What do you think of the Values below? Good? Great?
Communication. We have an obligation to communicate. Here, we take the time to talk with one another… and to listen. We believe that information is meant to move and that information moves people.
Respect. We treat others as we would like to be treated ourselves. We do not tolerate abusive or disrespectful treatment.
Integrity. We work with customers and prospects openly, honestly and sincerely. When we say we will do something, we will do it; when we say we cannot or will not do something, then we won’t do it.
Excellence. We are satisfied with nothing less than the very best in everything we do. We will continue to raise the bar for everyone. The great fun here will be for all of us to discover just how good we can really be.
To whom do you think they belong? Guess again? Yes, that’s right, Enron at the height of their powers.
Folk law has it that the person involved in drafting them had said “Why don’t they just say “to make as much money without going to prison?”” Had they adhered to that, they might have ended in a better place.
I’ve seen the same words posted in countless corporate receptions. Good companies with exceptional reputations and a really clear culture and other companies!
I don’t contend that values statements are meaningless. It’s what you do with them, how you use them operationally that counts. They need to be the mirror in front of which you periodically stand naked.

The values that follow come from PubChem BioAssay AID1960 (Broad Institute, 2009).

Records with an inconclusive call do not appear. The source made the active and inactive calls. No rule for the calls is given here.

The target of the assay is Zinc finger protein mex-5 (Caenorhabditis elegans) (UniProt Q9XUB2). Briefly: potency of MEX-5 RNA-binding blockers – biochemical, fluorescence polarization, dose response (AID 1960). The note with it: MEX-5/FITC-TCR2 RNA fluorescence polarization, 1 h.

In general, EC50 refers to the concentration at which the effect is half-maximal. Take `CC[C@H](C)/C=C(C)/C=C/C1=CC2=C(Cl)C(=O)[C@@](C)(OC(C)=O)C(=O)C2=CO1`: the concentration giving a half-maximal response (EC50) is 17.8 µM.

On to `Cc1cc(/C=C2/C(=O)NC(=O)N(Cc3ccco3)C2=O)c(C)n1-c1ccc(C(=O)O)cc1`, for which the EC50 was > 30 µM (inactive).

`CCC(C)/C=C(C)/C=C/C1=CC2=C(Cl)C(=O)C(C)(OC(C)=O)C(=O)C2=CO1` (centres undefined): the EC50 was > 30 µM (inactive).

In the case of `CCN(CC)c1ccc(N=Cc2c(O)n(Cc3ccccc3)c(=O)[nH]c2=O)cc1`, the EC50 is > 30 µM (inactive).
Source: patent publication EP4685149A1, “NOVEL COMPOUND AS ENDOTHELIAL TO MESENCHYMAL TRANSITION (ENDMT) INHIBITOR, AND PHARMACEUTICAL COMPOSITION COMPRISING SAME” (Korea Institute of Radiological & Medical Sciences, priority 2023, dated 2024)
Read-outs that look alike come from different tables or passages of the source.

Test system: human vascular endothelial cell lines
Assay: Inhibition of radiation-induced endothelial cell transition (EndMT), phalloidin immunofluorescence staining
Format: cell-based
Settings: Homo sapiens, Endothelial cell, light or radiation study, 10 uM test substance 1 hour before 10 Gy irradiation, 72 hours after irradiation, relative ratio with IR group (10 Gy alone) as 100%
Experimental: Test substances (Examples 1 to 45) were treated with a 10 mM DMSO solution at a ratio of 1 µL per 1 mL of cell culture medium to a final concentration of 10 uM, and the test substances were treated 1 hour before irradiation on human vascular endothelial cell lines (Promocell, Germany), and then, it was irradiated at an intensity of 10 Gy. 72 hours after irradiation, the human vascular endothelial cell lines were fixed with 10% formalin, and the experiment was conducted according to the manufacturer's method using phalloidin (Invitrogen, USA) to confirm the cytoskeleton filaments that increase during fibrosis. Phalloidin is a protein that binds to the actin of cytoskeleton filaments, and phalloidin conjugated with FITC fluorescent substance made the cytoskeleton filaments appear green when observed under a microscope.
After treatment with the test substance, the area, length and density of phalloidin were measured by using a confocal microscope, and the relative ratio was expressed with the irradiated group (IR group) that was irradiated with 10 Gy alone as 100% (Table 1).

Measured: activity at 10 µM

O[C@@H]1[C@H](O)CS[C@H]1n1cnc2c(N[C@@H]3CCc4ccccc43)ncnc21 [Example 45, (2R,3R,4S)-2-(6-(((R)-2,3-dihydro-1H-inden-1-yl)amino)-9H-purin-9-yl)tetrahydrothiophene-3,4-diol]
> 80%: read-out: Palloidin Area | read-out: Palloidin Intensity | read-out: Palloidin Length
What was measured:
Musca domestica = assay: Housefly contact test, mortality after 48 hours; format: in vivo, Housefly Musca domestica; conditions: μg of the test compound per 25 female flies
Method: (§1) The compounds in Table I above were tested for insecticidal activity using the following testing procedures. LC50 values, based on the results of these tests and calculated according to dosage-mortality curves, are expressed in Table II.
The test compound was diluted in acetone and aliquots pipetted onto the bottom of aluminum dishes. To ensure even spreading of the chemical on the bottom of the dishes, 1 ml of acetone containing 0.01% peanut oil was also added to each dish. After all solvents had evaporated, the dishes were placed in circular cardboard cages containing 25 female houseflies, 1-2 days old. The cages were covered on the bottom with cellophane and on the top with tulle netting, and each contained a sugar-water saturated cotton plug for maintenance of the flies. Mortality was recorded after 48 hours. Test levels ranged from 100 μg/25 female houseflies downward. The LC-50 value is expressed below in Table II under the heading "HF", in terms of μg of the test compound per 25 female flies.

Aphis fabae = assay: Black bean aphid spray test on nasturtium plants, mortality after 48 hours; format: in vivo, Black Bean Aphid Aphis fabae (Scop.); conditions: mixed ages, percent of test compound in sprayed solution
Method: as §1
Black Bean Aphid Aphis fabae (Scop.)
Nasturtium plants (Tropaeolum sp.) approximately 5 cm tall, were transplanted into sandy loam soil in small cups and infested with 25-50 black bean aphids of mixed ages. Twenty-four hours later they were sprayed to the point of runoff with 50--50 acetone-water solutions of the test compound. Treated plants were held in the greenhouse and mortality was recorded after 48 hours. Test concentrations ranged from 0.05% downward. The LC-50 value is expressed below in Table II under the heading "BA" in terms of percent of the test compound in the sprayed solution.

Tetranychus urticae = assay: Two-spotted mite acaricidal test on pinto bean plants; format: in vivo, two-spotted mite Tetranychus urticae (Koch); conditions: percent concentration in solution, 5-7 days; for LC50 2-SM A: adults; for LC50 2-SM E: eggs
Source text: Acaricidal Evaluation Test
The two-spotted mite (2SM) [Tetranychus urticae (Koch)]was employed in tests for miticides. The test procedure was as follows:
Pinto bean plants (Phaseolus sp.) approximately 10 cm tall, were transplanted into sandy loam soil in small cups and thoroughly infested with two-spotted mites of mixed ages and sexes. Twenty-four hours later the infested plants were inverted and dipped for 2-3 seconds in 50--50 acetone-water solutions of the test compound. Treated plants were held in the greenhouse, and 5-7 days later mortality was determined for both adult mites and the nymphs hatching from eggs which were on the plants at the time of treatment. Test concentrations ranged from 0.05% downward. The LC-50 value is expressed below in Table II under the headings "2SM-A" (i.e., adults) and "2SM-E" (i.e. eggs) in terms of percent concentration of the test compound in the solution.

Culture will have a more decisive influence on behaviour than values. Your culture is your DNA, an expression of your real values are at work.
Yet culture is an emergent property. Like a rainbow, it is a consequence of a number of occurrences. This is explains why Values statements are so often seen. It’s the organisations attempt to get a handle on and steer the culture in a positive direction.
So how can you use Values to create a point of shared understanding of “how we want to be” and as a tool to inform and influence the culture?
One of the problems of Values is that, to the honest person, they feel like aspirations. I know of few persons or companies who can say, with hand on heart, that they live their espoused values from moment to moment. But this is the point of them. Values statements need to be aspirational, something we reach for rather than something we are already attaining.
Tony Quinlan, an industry colleague reminded me of the value of stories in this kind of work. Stories create and transmit meaning. There are positive stories, to which we aspire. Then there are negative stories, from which we demur.
Honest work on values will frame them as “a work in progress”. They will explain that values are ways of sharing what is important to us. Eliciting and sharing positive and negative stories and examples make these lofty and abstract words real.
Imagine taking the lofty words and getting people to tell stories that exemplify this being done well and stories, which exemplify the opposite of this value.
If the latter negative stories make you nervous, don’t worry – they can be made up. They don’t have to pertain to real people and events. They can be representations of “how we don’t want to be”. There will be enough reality in them for people to get the point.
Corporate values are real and living in your organisation now, whether formally articulated or not. It makes sense to understand them and to move towards values that help you be who you want to be in the world.
There are many examples of organisations who use values meaningfully with the purpose of creating a coherent culture. That’s the subject for another blog.
Had Enron stood naked in the mirror and bothered to honestly assess themselves against the espoused values, they may have taken a different path.